Call Center Scheduling Feature Article
February 12, 2014
Why Adherence Matters in Call Center Scheduling
By Susan J. Campbell, TMCnet Contributing Editor
How would your day look if everything you planned to do couldn’t get done? If you had one interruption after another and every time you sat down to make just one thing off your list, your computer shut down or you had to run to put out a fire? If a day like this happens every day, your business is likely to go under. This is why contact center managers need call center scheduling.
Putting together a schedule helps to keep all call center agents on track, focused on what they need to accomplish each and every day. Simply putting it in front of them isn’t enough, however. They still need to understand how important it is to adhere to the schedule and what happens when they fail to do so. As a result, when agent adherence becomes a priority within call center scheduling, the desired outcomes are realized.
Monet Software has a wealth of experience in this space and guides contact center managers in the process of educating agents on the importance of schedule adherence and the impact when it falls short. Within the company’s call center scheduling platform, adherence screens display when agents are available to take calls and when they are away from their stations for lunches or other breaks according to predetermined schedules.
The information captured here allows managers to compare planned activity against real activity to measure how well agents are adhering to the schedule. If adherence is a problem, there are things management can do to get everyone back on track. Monet Software offers insight into how you can better track the impact of non-adherence, including quantifying the cost and service implications when staff is missing. Agents also need to know about your adherence performance goals and why they matter.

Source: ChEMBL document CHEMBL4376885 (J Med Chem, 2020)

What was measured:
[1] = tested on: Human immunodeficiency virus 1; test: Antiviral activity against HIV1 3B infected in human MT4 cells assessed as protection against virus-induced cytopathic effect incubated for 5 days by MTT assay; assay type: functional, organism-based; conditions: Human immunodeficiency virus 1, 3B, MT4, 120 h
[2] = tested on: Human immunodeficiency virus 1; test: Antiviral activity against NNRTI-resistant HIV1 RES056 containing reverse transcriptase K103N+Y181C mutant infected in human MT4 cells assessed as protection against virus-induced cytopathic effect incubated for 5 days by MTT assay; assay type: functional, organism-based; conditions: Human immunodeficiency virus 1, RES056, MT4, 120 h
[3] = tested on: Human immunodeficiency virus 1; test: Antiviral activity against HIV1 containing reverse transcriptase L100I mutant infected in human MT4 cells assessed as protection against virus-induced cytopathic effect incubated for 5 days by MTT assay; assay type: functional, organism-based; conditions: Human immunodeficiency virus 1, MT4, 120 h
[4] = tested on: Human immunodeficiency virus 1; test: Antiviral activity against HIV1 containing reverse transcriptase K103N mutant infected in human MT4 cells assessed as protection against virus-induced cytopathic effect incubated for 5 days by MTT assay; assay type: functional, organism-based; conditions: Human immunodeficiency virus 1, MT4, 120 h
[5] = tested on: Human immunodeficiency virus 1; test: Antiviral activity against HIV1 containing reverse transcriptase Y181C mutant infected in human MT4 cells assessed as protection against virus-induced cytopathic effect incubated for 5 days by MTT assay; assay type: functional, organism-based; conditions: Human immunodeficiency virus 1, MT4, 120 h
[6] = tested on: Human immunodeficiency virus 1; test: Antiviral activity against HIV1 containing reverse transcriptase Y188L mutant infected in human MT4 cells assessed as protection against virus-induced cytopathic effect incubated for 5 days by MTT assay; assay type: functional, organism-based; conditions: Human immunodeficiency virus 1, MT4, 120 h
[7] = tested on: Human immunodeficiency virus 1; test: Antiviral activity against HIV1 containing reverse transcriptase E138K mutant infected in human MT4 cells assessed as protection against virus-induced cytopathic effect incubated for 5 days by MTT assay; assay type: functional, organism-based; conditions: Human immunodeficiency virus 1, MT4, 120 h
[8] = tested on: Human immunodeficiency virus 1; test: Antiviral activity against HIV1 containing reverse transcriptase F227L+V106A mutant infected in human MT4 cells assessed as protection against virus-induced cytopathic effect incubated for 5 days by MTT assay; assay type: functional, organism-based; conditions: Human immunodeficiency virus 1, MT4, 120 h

Image via Shutterstock.
Regardless of the size of the call center staff, schedule adherence matters. Anywhere time is lost in the process of serving clients and meeting performance expectations, the cost of operation increases. At the same time, the number of customers you’re able to reach effectively decreases. Whether this equates to just a few calls and a few customers or thousands on both sides, the losses can significant impact performance and the bottom line.
Also watch where one-time instances turn into long-term problems. For instance, the agent who comes in late once a week is affecting the performance of the call center for that entire week. If it isn’t addressed, it’s likely the agent may start to come in late two days a week, three days a week and so on. This time spent away from the phones starts to add up and impacts the performance of the center as a whole. If the behavior spills over onto other agents, the outcome could be significant.
At the end of the day, call center scheduling is about more than just keeping the right number of agents scheduled for the right time of day. It’s also about keeping agents on task when they’re on the clock so that your core initiatives can be achieved.
Edited by Stefania Viscusi